\draw[fill=cbs12!20, fill opacity = 0.2, ultra thick, cbs12] (2,-23) -- plot [smooth,
 tension =0.5] coordinates{(2,-22.6) (2.6, -22.4) (3.2, -22.3) (3.6, -21.5)
   (3.8, -21) (4.0, -21) (4.5, -21.5) (4.8, -20.5) (5.5, -20.7) (5.8, -19.9)
   (6.3, -20.1) (6.6, -20.7) (6.7, -21.1) (7.1, -21.5) (7.5, -20.8) (7.8,
   -20.9) (8.2, -20.5) (8.7, -20.6) (9.4, -20.4) (9.8, -22.2) (10.2, -22.2)
   (10.6, -20.5) (10.8, -20.7) (11.2, -21.1) (11.5, -22.3) (12.0, -22) (12.5,
   -22) (13.2, -21.4) (13.6, -22.1) (13.9, -22) (14.2, -22) (14.5, -22.1)
   (14.9, -22.5) (15.4, -21.2) (15.6, -21.2) (15.9, -22.5) (16.6, -22.0) (17,
   -22.1) (17.4, -21.9) (17.7, -21.7) (18, -21.8) (18.4, -21.7) (18.9, -22.1)
   (19.3, -22.3) (19.7, -21.65) (20, -21.7) (20.4, -22.1) (20.6, -22) (21.0,
   -22.3) (21.3, -22.4) (21.7, -21.7) (22, -21.4)} -- (22,-23) ;


\end{scope}

but as you see I had to guess the coordinates which are shifted with respect to the labels.

And there is surely a better way.


update

I can achieve the goal with some duplication in source:

%Density Function:
\begin{scope}
  \fill[cbs12, opacity = 0.2]
  (2, -23)
  -- plot [smooth, tension =0.5] coordinates{(2,-22.6) (2.6, -22.4)
    (3.2, -22.3) (3.6, -21.5) (3.8, -21) (4.0, -21) (4.5, -21.5) (4.8, -20.5)
    (5.5, -20.7) (5.8, -19.9) (6.3, -20.1) (6.6, -20.7) (6.7, -21.1) (7.1,
    -21.5) (7.5, -20.8) (7.8, -20.9) (8.2, -20.5) (8.7, -20.6) (9.4, -20.4)
    (9.8, -22.2) (10.2, -22.2) (10.6, -20.5) (10.8, -20.7) (11.2, -21.1)
    (11.5, -22.3) (12.0, -22) (12.5, -22) (13.2, -21.4) (13.6, -22.1) (13.9,
    -22) (14.2, -22) (14.5, -22.1) (14.9, -22.5) (15.4, -21.2) (15.6, -21.2)
    (15.9, -22.5) (16.6, -22.0) (17, -22.1) (17.4, -21.9) (17.7, -21.7) (18,
    -21.8) (18.4, -21.7) (18.9, -22.1) (19.3, -22.3) (19.7, -21.65) (20,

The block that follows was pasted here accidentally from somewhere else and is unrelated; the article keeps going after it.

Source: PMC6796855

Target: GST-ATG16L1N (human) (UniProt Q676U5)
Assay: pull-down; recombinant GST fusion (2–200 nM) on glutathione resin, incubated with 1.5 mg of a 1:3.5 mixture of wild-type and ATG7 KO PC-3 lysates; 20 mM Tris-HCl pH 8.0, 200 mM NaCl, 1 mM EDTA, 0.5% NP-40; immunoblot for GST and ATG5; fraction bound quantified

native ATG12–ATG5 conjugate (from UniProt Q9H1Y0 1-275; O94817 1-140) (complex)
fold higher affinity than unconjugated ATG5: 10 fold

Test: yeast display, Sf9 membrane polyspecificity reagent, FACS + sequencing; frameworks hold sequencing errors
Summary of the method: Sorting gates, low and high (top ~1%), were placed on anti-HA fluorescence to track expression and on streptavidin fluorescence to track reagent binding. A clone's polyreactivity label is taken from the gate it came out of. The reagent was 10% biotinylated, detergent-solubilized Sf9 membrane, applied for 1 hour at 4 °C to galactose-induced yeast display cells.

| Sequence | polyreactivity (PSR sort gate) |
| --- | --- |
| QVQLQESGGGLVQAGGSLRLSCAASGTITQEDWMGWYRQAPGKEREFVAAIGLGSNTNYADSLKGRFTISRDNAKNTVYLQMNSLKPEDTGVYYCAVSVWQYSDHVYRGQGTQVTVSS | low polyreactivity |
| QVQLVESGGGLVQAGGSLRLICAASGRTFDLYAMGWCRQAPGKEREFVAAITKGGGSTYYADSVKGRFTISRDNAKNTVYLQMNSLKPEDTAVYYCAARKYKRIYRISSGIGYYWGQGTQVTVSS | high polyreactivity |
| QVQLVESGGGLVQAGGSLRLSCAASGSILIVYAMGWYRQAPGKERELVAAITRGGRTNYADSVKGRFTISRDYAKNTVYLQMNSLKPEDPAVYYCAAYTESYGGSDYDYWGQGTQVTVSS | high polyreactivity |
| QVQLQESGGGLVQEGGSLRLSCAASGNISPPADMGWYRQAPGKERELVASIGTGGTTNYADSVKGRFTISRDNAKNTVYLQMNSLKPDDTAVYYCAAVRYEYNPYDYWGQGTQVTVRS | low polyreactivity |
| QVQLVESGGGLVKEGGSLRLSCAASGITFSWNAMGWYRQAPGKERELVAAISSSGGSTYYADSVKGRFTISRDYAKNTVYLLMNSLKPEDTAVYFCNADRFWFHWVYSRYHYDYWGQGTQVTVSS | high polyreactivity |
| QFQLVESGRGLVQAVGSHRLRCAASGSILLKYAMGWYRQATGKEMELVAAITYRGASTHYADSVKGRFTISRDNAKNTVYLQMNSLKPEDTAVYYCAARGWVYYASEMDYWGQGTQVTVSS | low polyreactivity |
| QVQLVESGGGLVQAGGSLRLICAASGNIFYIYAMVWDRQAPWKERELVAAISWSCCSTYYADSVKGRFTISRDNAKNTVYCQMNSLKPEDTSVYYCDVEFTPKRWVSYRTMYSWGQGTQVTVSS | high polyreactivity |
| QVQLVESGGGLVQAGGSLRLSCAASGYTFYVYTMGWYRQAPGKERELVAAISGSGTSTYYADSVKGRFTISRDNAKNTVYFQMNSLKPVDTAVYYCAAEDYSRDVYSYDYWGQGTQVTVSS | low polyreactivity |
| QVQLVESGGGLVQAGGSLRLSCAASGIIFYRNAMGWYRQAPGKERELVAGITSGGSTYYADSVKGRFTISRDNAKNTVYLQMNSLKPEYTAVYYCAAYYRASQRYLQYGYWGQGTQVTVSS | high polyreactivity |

-21.7) (20.4, -22.1) (20.6, -22) (21.0, -22.3) (21.3, -22.4) (21.7, -21.7)
    (22, -21.4)} -- (22, -23) -- cycle;

  \draw[ultra thick, cbs12] 
    plot [smooth, tension =0.5] coordinates{(2,-22.6) (2.6, -22.4)
    (3.2, -22.3) (3.6, -21.5) (3.8, -21) (4.0, -21) (4.5, -21.5) (4.8, -20.5)
    (5.5, -20.7) (5.8, -19.9) (6.3, -20.1) (6.6, -20.7) (6.7, -21.1) (7.1,
    -21.5) (7.5, -20.8) (7.8, -20.9) (8.2, -20.5) (8.7, -20.6) (9.4, -20.4)
    (9.8, -22.2) (10.2, -22.2) (10.6, -20.5) (10.8, -20.7) (11.2, -21.1)
    (11.5, -22.3) (12.0, -22) (12.5, -22) (13.2, -21.4) (13.6, -22.1) (13.9,
    -22) (14.2, -22) (14.5, -22.1) (14.9, -22.5) (15.4, -21.2) (15.6, -21.2)
    (15.9, -22.5) (16.6, -22.0) (17, -22.1) (17.4, -21.9) (17.7, -21.7) (18,
    -21.8) (18.4, -21.7) (18.9, -22.1) (19.3, -22.3) (19.7, -21.65) (20,
    -21.7) (20.4, -22.1) (20.6, -22) (21.0, -22.3) (21.3, -22.4) (21.7, -21.7)
    (22, -21.4)} ;


\end{scope}

I obtained that while trying to teach myself "path" from the TikZ manual and as it works, I am delaying further learning.

enter image description here

  • I think (being about as much a noob in TikZ that can possibly be) that there is a "path" command, and possibly you could use that to reset the drawing style to avoid the "ultra thick blue" at both ends. – user4686 Jan 24 at 9:46
  • 1
    If the answer helps don't forget to upvote it before it gets completely disqualified via answers (mostly during the night) by the TikZ people here. – user4686 Jan 24 at 9:47
  • My compliments for your answer to the question. – Sebastiano Jan 24 at 9:55
  • hello, could you please elaborate on the "path" command, it would help a lot if I could avoid the blue boundaries at the end. Also, i am upvoting it yes but I don't have enough points yet for it to show :) – R Tomar Jan 24 at 10:07
  • @RTomar I have found a working approach; some TikZ experts will surely come along and do it right. As per my comment about "path" command, take it more as a hint to read the TikZ manual corresponding "Syntax for Path specifications" and "Actions on Paths>Filling a Path", which is about what I started doing before hitting upon the code I added to my answer. – user4686 Jan 24 at 11:13